Transport election commitments safe: Govt

Rudd Government commits to election promises, but world financial crisis expected to impact on infrastructure fund.

Transport election commitments safe: Govt
Transport election commitments safe: Govt
By Brad Gardner

The Rudd Government has committed to implementing all of its road, rail and port election commitments, but the world financial crisis is expected to hit its building funds hard.

Minister for Infrastructure and Transport Anthony Albanese’s office has rejected claims the revised Budget surplus figures released today will result in a number of cuts to vital road and rail projects.

He says all of the Government’s election promises will be delivered because they were accounted for in the Budget.

"There are no cuts, and I repeat no cuts, to road and rail funding going forward," a spokesman for Albanese says.

Opposition spokesman on transport Warren Truss claims there is no way the Government can fund infrastructure projects without borrowing money, and has accused the Government of not delivering on its promises.

"Now it seems infrastructure spending will actually be cut. Any new projects that do receive funding will go on the bankcard," he says.

But the spokesman has questioned the criticisms, saying when the Coalition was in government it cut road spending by $2 billion in its first eight years.

But with Treasurer Wayne Swan saying the revised figures equate to a $40 billion loss over the next four years and the need to make "tough decisions" on infrastructure investment, the Government’s Building Australia Fund may not be able to reach its $20 billion target.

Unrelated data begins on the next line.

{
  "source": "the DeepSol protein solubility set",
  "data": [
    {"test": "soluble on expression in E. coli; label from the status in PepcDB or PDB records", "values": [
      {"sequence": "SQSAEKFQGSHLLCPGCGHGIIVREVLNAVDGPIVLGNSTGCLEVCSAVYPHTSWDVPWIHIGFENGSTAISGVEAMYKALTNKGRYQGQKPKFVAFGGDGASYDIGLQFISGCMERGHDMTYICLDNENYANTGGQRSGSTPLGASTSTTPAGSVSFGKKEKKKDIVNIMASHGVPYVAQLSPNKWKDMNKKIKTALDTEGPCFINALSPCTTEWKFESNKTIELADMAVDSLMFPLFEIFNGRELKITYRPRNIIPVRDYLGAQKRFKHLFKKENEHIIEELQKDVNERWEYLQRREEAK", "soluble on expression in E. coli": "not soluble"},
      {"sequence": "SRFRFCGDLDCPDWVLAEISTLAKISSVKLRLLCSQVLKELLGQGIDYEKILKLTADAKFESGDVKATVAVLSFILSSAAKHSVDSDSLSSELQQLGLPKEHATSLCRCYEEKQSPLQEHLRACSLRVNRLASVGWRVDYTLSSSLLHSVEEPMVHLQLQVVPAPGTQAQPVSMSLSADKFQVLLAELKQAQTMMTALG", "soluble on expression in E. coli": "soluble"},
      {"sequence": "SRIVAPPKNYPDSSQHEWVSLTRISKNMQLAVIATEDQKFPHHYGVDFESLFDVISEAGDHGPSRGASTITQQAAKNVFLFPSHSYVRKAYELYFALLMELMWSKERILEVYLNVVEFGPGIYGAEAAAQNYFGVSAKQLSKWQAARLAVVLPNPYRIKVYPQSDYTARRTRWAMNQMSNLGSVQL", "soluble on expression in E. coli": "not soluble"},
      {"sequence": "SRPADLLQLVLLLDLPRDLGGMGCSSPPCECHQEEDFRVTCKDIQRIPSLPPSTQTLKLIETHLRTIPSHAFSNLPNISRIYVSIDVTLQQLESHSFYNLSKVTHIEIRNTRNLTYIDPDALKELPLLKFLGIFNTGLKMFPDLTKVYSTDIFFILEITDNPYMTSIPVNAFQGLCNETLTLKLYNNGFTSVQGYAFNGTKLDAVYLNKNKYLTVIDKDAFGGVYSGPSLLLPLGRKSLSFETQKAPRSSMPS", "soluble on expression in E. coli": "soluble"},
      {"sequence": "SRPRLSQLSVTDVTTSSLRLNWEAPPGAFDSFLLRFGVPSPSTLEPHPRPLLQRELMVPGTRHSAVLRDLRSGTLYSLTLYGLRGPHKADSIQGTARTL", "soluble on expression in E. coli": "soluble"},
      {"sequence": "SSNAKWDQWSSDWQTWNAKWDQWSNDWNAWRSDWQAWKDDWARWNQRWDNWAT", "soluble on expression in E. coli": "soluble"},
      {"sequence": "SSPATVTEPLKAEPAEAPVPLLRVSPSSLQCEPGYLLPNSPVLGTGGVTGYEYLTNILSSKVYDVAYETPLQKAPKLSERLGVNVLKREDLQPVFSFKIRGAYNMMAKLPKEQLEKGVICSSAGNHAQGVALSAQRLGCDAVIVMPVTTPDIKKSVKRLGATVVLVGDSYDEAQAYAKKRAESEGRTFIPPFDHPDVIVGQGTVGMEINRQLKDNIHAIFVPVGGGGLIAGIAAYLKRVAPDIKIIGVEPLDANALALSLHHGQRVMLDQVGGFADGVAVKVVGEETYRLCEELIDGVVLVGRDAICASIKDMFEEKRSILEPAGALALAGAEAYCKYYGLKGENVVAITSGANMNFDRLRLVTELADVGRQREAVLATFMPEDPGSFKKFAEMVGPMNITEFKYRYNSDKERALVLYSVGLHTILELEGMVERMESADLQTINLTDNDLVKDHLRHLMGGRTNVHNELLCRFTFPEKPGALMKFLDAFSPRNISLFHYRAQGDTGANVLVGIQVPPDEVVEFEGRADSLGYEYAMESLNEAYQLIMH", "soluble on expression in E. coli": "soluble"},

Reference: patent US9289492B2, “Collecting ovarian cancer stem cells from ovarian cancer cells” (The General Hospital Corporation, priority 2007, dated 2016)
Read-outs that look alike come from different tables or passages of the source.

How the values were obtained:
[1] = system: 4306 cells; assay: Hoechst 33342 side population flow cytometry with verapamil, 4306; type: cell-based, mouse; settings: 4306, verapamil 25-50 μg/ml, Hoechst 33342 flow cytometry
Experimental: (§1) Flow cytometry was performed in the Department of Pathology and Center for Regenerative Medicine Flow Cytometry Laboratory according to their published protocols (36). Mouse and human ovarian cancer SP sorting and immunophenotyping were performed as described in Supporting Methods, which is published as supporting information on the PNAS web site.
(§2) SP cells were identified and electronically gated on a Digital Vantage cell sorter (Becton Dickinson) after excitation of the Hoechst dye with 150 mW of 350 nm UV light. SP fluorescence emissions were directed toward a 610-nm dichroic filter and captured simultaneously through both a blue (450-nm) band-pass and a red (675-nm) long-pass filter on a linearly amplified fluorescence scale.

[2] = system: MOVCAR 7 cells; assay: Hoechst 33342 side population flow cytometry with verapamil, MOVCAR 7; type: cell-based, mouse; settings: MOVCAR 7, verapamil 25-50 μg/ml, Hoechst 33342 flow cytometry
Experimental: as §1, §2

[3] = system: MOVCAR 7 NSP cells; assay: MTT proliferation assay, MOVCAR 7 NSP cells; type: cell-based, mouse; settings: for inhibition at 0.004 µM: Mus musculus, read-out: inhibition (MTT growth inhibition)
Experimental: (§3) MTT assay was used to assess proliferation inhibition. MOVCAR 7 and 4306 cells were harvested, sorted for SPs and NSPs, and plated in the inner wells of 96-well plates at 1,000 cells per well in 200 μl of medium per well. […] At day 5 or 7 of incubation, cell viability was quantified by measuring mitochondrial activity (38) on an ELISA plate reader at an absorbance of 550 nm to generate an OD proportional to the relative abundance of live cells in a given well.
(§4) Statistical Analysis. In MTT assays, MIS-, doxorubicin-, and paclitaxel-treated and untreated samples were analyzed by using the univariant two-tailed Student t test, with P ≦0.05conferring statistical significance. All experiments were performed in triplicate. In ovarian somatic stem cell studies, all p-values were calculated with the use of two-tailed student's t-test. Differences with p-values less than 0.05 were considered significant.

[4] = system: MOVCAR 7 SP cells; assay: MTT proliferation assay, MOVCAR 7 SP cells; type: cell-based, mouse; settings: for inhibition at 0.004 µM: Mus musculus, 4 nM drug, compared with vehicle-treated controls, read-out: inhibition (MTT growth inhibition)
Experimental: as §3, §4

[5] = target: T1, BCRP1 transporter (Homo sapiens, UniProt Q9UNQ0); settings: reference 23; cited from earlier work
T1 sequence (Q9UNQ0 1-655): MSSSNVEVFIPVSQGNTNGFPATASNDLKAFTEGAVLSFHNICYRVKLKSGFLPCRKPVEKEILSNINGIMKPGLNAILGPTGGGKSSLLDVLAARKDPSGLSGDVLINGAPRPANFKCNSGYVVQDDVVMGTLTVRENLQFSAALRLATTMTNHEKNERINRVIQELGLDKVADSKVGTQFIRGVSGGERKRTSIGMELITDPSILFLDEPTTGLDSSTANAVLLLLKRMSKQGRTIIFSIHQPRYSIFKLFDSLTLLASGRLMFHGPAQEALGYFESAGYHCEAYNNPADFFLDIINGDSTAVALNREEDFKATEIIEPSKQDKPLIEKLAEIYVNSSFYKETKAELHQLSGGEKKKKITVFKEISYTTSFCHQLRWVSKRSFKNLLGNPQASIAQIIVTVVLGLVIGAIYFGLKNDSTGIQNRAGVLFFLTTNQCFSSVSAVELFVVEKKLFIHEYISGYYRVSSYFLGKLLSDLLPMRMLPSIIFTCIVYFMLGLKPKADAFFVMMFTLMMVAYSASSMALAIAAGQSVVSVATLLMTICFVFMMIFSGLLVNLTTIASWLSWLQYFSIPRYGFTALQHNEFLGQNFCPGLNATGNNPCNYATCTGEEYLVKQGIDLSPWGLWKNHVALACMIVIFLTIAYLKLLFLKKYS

There is currently $12.6 billion in the fund and the spokesman says the Government will monitor the budget and economic conditions to determine how much more will be invested from future surpluses.

"We have made a huge down payment and we reserve the right to make more investments," the spokesman says.

"Unforseen economic circumstances mean surpluses have had to be revised."

The fund will finance communication, transport and port infrastructure.

Infrastructure Australia is currently auditing the nation’s infrastructure and will release a priority funding list to the Government later this year.

The mid-year economic outlook released today revised the Budget surplus down from $21 billion to just over $5 billion this financial year.

Unemployment is expected to rise by five percent while GDP is expected to fall.

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